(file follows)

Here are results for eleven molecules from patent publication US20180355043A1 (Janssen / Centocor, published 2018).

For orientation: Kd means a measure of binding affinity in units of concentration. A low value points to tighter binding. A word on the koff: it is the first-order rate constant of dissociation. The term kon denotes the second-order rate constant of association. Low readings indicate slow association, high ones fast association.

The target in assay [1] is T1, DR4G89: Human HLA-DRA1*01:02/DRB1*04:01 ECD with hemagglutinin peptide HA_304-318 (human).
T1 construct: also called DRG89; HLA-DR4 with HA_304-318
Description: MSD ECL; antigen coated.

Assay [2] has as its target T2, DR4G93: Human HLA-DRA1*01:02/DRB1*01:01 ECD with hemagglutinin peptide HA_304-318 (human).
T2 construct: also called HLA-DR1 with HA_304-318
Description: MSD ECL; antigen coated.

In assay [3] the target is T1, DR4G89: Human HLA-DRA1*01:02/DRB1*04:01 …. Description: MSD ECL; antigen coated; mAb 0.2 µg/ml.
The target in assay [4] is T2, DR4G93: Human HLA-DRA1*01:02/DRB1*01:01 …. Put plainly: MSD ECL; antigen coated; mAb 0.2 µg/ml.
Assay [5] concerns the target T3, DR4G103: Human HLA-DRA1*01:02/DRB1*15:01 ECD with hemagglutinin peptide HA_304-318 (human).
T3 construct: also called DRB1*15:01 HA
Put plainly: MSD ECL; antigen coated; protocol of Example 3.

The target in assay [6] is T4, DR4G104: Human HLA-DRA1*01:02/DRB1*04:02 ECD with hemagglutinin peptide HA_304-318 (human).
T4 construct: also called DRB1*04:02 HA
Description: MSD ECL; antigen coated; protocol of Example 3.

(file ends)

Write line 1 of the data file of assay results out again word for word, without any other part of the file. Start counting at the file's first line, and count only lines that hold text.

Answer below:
Here are results for eleven molecules from patent publication US20180355043A1 (Janssen / Centocor, published 2018).